West End Report for 2008-2009

Stan Mazin Reports

I just returned from London after spending my yearly 8 nights there and here are my mini-reviews of the shows seen...

Zorro, the Musical... a delightful funny show filled with wonderful talent and probably my favorite show seen there. Matte Rawle is terrific as Zorro, and the queen of the gypsies, played by Lesli Margherita would make Chita Rivera proud. And the flying and sword play are well worth the price of admission.

La Cage Aux Folles was staged in a very small space so there were only 5 cagelles (I'm told usually 6, but many were out due to flu, etc.). Even the role of Georges (ZaZa) was played by the 2nd understudy, and the audience gave him a standing ovation (very rare in London). I honestly missed having a couple of real girls in the lineup, so the audience would always be pondering which ones were real women, etc. But the show had much heart, and I thoroughly enjoyed it.

Treasure Island, by no means a children’s show, had plenty of fighting, and smoke, but not much else... a hearty try, but much like a beautifully wrapped package, and afterwards, you forgot what it contained.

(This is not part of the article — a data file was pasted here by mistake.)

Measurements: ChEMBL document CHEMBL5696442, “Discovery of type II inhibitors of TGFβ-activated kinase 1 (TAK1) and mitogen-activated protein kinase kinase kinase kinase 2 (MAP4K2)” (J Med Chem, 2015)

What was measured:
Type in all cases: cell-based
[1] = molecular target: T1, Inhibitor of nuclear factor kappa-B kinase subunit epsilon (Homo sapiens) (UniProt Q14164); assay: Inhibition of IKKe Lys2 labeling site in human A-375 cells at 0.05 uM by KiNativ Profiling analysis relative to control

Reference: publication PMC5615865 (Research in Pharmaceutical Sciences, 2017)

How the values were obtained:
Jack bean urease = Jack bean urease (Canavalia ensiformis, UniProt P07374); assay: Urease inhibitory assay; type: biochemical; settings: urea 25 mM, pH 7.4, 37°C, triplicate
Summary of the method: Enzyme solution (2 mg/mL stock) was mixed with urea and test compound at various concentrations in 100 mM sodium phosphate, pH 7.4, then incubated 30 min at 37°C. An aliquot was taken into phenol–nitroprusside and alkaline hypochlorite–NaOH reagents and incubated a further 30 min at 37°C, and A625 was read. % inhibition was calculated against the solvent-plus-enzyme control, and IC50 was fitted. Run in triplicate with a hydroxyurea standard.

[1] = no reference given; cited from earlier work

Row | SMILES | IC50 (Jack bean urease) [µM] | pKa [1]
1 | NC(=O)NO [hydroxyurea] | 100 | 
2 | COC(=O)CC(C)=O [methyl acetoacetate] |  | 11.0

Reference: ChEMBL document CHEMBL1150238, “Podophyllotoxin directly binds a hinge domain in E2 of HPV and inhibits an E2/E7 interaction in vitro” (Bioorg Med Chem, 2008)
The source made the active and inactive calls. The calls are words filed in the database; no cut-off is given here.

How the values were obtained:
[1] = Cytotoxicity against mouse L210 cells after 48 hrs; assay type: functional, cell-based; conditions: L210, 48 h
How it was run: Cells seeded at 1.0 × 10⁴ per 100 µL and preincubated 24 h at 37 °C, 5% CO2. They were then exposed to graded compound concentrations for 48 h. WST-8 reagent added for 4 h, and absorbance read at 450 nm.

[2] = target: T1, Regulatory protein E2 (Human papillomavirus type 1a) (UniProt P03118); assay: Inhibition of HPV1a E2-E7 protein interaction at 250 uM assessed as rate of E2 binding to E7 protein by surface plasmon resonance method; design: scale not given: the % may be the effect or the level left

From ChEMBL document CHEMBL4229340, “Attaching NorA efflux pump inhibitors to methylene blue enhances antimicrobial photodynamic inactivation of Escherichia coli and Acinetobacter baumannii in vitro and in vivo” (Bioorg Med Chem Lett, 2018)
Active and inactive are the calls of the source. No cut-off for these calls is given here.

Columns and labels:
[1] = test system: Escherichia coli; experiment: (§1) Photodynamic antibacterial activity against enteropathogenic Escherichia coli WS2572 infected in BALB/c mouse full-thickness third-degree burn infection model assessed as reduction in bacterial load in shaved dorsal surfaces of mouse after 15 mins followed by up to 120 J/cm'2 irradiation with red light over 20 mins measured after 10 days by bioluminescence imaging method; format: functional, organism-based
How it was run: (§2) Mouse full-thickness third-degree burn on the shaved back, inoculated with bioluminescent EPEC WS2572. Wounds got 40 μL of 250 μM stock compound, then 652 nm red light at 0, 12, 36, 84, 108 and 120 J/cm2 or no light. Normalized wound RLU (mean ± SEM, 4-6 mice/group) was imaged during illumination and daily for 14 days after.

Piaf is a beautifully directed, acted, and sung biography starring an incredible Elena Rogers. From start to finish, I was enthralled. I had seen a production of Piaf (a different book, I believe) starring Elaine Paige many years ago, but I think this production is better directed, even though I loved that one as well.

Well is a well meant play concerning the relationship between mother and daughter. The daughter was wonderfully played by Natalie Casey, while the mother was played by Sarah Miles, and one couldn't help but think that she had Ruth Gordon in mind while playing that role. I wanted more.

Carousel was a fairly well produced show with choreography by Adam Cooper (the lead swan in Mathew Bourne's Swan Lake). Since I come from a dancing background I am more affected by that, and I felt the only time the choreography stood out for me was Louise's ballet in Act II... but the show was still quite good.

A Little Night Music was directed by Trevor Nunn, and put on in a little space called The Chocolate Factory, and it was completely sold out... so I waited very early for returns, and thankfully we were the only first 2 persons they let in that night. This was a wonderfully directed, and beautifully sung show, perfectly lit, with the exception that for me, I would have preferred the exact lighting, only a little brighter all around. The result was that in the beginning overture and waltz, one might think we were watching Sweeney Todd instead. Other than that, the evening was a smash for me.